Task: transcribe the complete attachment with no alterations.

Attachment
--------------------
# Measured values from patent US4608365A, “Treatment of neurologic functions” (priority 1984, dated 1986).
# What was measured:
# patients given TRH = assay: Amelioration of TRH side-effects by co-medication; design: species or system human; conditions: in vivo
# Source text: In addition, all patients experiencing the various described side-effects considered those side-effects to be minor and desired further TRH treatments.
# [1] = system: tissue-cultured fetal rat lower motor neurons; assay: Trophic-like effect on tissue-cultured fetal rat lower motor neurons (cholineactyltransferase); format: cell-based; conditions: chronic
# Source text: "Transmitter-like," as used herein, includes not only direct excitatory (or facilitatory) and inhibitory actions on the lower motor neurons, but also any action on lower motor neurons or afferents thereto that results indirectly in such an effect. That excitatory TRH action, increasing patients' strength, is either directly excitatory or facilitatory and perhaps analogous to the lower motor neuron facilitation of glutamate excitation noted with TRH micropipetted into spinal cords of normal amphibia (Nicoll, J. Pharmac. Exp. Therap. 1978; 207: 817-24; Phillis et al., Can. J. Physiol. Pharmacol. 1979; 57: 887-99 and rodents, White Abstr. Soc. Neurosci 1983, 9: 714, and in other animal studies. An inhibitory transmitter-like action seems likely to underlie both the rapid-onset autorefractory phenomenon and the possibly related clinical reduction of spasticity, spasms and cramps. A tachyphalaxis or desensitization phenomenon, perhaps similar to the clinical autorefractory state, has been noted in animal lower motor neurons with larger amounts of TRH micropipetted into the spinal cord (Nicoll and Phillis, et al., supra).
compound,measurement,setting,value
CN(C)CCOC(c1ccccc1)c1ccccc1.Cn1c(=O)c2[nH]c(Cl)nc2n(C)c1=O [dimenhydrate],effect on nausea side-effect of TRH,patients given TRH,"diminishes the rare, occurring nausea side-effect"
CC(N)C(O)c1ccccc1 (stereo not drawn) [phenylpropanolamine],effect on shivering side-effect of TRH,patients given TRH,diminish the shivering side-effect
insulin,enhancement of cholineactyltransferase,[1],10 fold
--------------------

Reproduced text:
# Measured values from patent US4608365A, “Treatment of neurologic functions” (priority 1984, dated 1986).
# What was measured:
# patients given TRH = assay: Amelioration of TRH side-effects by co-medication; design: species or system human; conditions: in vivo
# Source text: In addition, all patients experiencing the various described side-effects considered those side-effects to be minor and desired further TRH treatments.
# [1] = system: tissue-cultured fetal rat lower motor neurons; assay: Trophic-like effect on tissue-cultured fetal rat lower motor neurons (cholineactyltransferase); format: cell-based; conditions: chronic
# Source text: "Transmitter-like," as used herein, includes not only direct excitatory (or facilitatory) and inhibitory actions on the lower motor neurons, but also any action on lower motor neurons or afferents thereto that results indirectly in such an effect. That excitatory TRH action, increasing patients' strength, is either directly excitatory or facilitatory and perhaps analogous to the lower motor neuron facilitation of glutamate excitation noted with TRH micropipetted into spinal cords of normal amphibia (Nicoll, J. Pharmac. Exp. Therap. 1978; 207: 817-24; Phillis et al., Can. J. Physiol. Pharmacol. 1979; 57: 887-99 and rodents, White Abstr. Soc. Neurosci 1983, 9: 714, and in other animal studies. An inhibitory transmitter-like action seems likely to underlie both the rapid-onset autorefractory phenomenon and the possibly related clinical reduction of spasticity, spasms and cramps. A tachyphalaxis or desensitization phenomenon, perhaps similar to the clinical autorefractory state, has been noted in animal lower motor neurons with larger amounts of TRH micropipetted into the spinal cord (Nicoll and Phillis, et al., supra).
compound,measurement,setting,value
CN(C)CCOC(c1ccccc1)c1ccccc1.Cn1c(=O)c2[nH]c(Cl)nc2n(C)c1=O [dimenhydrate],effect on nausea side-effect of TRH,patients given TRH,"diminishes the rare, occurring nausea side-effect"
CC(N)C(O)c1ccccc1 (stereo not drawn) [phenylpropanolamine],effect on shivering side-effect of TRH,patients given TRH,diminish the shivering side-effect
insulin,enhancement of cholineactyltransferase,[1],10 fold